Parents told to feed kids fat!

I don’t know for how long parents have been advised not to feed their kids too much fat. ‘Eating fat makes them fat’ is the usual message here, and therefore eating less of this particular foodstuff is the way to put a break on the burgeoning rates of overweight and obesity we’re seeing in our children. This week, in a seeming ‘about-turn’ that is all too common in the area, we’ve been advised to make sure children get enough fat in their diets.

This piece of advice came about as a result of a study published in an on-line in the Nutrition Journal [1]. In this study, the body’s ability to metabolise or ‘burn’ fat was assessed in children (average age 8.7 years) and adults. Fat burning in the body was assessed by measuring something known as the ‘respiratory quotient’ of the study participants. This measurement, obtained by analysing the relative amounts of oxygen used and carbon dioxide released by an individual, allows scientists to calculate the relative amounts of fat and carbohydrate metabolized in the body’s cells.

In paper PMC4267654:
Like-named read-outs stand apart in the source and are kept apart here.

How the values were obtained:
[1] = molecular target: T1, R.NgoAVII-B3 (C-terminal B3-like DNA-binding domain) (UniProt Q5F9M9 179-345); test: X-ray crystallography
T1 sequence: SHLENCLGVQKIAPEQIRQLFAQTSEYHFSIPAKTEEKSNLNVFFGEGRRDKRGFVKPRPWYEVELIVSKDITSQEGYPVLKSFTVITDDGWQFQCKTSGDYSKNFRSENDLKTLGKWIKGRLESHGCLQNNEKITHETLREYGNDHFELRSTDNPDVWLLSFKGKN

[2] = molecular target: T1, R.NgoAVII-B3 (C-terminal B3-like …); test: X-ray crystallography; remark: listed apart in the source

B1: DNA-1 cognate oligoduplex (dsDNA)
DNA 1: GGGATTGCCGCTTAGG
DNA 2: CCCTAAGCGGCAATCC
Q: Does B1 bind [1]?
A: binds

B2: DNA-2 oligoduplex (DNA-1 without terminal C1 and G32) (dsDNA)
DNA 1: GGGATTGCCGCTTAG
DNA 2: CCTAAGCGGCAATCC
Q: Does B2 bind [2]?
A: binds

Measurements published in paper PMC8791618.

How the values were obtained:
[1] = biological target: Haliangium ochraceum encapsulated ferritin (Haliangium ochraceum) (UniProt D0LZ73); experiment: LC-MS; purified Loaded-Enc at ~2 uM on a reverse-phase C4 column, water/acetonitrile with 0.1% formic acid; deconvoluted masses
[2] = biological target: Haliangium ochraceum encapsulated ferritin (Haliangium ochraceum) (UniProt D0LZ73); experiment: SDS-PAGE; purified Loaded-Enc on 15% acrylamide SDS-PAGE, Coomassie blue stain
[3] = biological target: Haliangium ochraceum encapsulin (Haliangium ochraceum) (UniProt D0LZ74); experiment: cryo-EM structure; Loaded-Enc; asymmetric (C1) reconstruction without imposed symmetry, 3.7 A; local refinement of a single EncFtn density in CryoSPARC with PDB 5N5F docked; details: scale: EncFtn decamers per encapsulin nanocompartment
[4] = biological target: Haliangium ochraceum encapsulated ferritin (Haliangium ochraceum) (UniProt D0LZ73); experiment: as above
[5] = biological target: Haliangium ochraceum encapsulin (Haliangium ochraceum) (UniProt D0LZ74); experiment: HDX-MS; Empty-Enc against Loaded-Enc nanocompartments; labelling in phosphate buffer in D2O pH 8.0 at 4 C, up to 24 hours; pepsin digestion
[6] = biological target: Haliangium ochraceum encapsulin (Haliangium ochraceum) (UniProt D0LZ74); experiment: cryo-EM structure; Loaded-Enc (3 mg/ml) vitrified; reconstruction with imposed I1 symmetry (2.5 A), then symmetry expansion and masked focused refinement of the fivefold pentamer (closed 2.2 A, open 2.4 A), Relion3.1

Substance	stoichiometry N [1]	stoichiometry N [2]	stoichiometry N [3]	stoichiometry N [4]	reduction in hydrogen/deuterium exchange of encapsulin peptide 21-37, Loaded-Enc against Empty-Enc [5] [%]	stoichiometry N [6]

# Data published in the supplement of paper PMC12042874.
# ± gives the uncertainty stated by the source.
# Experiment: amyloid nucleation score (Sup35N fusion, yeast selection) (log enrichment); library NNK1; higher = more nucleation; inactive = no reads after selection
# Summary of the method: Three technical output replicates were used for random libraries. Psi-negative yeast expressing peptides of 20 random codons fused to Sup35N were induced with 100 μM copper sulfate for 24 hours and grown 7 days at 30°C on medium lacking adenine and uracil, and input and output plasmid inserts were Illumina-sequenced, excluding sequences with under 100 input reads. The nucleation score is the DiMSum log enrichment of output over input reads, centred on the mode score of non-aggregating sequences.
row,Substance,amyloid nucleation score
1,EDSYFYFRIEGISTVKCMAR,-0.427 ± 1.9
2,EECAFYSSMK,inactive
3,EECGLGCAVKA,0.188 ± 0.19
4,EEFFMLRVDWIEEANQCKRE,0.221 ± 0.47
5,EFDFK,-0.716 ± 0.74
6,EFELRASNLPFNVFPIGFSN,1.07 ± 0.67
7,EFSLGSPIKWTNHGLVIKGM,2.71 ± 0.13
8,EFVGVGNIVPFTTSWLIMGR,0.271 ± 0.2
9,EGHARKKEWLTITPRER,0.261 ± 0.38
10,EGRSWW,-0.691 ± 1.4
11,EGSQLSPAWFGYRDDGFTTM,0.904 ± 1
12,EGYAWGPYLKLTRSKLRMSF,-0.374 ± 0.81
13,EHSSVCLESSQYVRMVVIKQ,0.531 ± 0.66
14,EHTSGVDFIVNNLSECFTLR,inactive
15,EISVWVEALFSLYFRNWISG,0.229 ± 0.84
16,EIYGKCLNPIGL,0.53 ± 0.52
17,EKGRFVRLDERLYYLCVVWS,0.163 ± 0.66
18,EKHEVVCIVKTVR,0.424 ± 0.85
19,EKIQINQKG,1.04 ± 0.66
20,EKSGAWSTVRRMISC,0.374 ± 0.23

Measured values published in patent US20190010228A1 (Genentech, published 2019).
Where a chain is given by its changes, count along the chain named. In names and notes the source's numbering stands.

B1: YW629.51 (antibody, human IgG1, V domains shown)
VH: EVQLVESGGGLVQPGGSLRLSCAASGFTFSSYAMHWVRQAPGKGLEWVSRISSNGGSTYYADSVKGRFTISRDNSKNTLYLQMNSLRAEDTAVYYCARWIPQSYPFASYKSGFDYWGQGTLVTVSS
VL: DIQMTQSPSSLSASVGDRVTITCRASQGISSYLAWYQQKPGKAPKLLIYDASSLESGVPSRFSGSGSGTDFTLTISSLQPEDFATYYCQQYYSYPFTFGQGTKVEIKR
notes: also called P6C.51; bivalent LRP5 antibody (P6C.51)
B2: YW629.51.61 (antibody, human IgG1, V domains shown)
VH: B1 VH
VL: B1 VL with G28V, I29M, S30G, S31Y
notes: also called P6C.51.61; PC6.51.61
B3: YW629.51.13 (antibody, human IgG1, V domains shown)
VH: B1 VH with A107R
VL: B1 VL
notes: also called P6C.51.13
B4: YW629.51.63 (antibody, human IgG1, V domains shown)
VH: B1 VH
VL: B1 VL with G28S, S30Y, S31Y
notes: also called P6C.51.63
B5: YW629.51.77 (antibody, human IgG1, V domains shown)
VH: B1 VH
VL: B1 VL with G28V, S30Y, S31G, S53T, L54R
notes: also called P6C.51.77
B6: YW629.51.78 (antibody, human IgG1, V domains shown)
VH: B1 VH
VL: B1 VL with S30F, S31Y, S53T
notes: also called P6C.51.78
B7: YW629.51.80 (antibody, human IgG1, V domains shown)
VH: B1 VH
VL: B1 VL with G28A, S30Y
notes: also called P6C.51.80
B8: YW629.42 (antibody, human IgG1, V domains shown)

Respiratory quotients (RQs) vary between 0.7 and 1.0. In theory, if an individual were to burn nothing but sugar, their respiratory quotient would be 1.0. Someone metabolising nothing but fat would have a respiratory quotient of 0.7. Basically, the lower the RQ is, the more fat is being metabolized relative to sugar.

Now on to the results of the study. What was found was that children, basically, had lower RQs than adults, and consequently, the relative amount of fat metabolized by children was higher too. So, logic dictates that kids can cope better with fat than adults, and therefore parents should not be concerned about including fat in their diets.

This is music to my ears. However, I feel compelled to add that the type of fat a child (or adult) eats can have an important bearing on health. A couple of types of fat worth getting out of the diet are what are known as processed, partially hydrogenated and industrially produced ‘trans’ fats. This particular brand of fat has been linked wilth all manner or ills including heart disease and some forms of cancer.